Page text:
Ginger Crumble Cake

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The recipe for this gingery, shortbready slice was inspired by three things: leftover crumble mix from a dessert, Grasmere gingerbread, and people asking for the recipe.  It isn’t always easy to re create  something you’ve concocted as a one off simply to use up leftovers, but after several attempts, this recipe now comes close to the original re hash.

20 – 25 slices approx

9oz rolled oats

12oz white plain flour

8 oz muscovado sugar

13oz butter

1 tbsp cinnamon or mixed spice

2 – 3 tbsp ground ginger

half teaspoon salt

4 oz crystallised ginger

4 fl oz molasses (I’ve used honey or a mix of molasses and honey or black treacle - Sarah)

1.Put all ingredients except crystallized ginger and molasses together in a bowl.  Rub the butter lightly into the dry ingredients until a crumbly mixture results.  Avoid pressing it into one big lump.  Add the finely sliced crystallized ginger and stir.

2.Stir in the molasses.  You can use your fingers again once the molasses is partially integrated – otherwise thy may get terribly sticky!  However, there is no need to be too conscientious when combining the molasses with the rest, as part of the interest of this ginger slice is the way in which the molasses creates darker micro-hills in the areas where it falls.  Therefore crumble it in only as much as necessary to obtain a dappled effect.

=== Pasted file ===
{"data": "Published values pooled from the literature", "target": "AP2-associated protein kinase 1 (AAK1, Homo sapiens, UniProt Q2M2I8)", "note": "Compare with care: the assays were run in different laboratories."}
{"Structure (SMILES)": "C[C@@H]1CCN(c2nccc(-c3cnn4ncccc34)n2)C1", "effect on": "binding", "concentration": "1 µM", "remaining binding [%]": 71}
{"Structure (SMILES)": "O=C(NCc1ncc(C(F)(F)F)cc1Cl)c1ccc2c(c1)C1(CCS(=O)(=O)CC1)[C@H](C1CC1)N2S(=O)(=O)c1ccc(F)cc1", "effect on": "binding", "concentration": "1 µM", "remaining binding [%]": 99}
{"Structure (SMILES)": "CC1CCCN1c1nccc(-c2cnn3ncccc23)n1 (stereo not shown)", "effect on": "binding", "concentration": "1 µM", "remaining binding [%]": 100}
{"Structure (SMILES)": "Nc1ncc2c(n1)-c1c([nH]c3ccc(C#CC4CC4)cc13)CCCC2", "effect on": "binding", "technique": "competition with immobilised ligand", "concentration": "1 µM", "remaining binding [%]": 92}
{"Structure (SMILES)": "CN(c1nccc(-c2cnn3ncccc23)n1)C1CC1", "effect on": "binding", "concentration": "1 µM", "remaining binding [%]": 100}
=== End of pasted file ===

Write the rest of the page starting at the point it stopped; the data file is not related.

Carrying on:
3.Now spread the mixture into an oiled tin, so that is approx half inch thick at most.  Press it down slightly with the back of a metal spoon – just enough to allow the mixture to turn out a coherent whole and not a conglomeration of crumbs that will spill all over the floor when you bite it.

4.Cook in a moderate oven for 30 to 40 minutes. When ready, ginger crumble slice should look dry on top, be quite firm and slightly browning.  Cut into   1 inch by 2 inch fingers while still warm, and leave to cool before removing from tin, as the biscuit will need time to stiffen.

Sarah’s note!  Every time I make this it comes out quite different but tastes fab.  I have made it a few times with a two year old as assistant for which it is perfect.  It is completely forgiving of anything done to it and is lots of fun to mix as there is lots of it and its very sticky!  The most important bit to get it right is not to over bake – get it out before you think it is done or it goes hardish when it cools.  It should be really soft, almost runny, and bubbling on top when its done.

From Gaia’s Kitchen – vegetarian recipes for family and community –

Taken from recipes used at Schumacher College

Published by Chelsea Green Publishing Company

ISBN 1-890132-89-6

Brilliant book – not found one duff recipe and made lots of them!